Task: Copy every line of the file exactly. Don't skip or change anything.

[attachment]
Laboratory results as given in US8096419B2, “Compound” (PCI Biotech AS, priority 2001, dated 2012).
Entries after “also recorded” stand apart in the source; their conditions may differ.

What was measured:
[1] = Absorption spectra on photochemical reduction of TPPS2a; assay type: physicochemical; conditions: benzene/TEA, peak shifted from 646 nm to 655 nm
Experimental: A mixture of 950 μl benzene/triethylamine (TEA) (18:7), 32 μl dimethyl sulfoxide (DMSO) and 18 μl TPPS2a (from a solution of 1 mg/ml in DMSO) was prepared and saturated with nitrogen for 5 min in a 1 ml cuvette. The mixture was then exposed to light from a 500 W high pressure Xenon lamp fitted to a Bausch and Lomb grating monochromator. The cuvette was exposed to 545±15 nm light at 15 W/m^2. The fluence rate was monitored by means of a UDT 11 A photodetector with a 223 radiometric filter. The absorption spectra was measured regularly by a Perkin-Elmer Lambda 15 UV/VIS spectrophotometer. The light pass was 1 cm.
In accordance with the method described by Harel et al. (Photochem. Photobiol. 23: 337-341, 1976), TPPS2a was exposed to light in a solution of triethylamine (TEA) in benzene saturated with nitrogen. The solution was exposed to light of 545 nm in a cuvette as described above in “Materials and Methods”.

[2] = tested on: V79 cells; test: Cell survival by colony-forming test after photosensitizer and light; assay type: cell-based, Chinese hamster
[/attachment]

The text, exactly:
Laboratory results as given in US8096419B2, “Compound” (PCI Biotech AS, priority 2001, dated 2012).
Entries after “also recorded” stand apart in the source; their conditions may differ.

What was measured:
[1] = Absorption spectra on photochemical reduction of TPPS2a; assay type: physicochemical; conditions: benzene/TEA, peak shifted from 646 nm to 655 nm
Experimental: A mixture of 950 μl benzene/triethylamine (TEA) (18:7), 32 μl dimethyl sulfoxide (DMSO) and 18 μl TPPS2a (from a solution of 1 mg/ml in DMSO) was prepared and saturated with nitrogen for 5 min in a 1 ml cuvette. The mixture was then exposed to light from a 500 W high pressure Xenon lamp fitted to a Bausch and Lomb grating monochromator. The cuvette was exposed to 545±15 nm light at 15 W/m^2. The fluence rate was monitored by means of a UDT 11 A photodetector with a 223 radiometric filter. The absorption spectra was measured regularly by a Perkin-Elmer Lambda 15 UV/VIS spectrophotometer. The light pass was 1 cm.
In accordance with the method described by Harel et al. (Photochem. Photobiol. 23: 337-341, 1976), TPPS2a was exposed to light in a solution of triethylamine (TEA) in benzene saturated with nitrogen. The solution was exposed to light of 545 nm in a cuvette as described above in “Materials and Methods”.

[2] = tested on: V79 cells; test: Cell survival by colony-forming test after photosensitizer and light; assay type: cell-based, Chinese hamster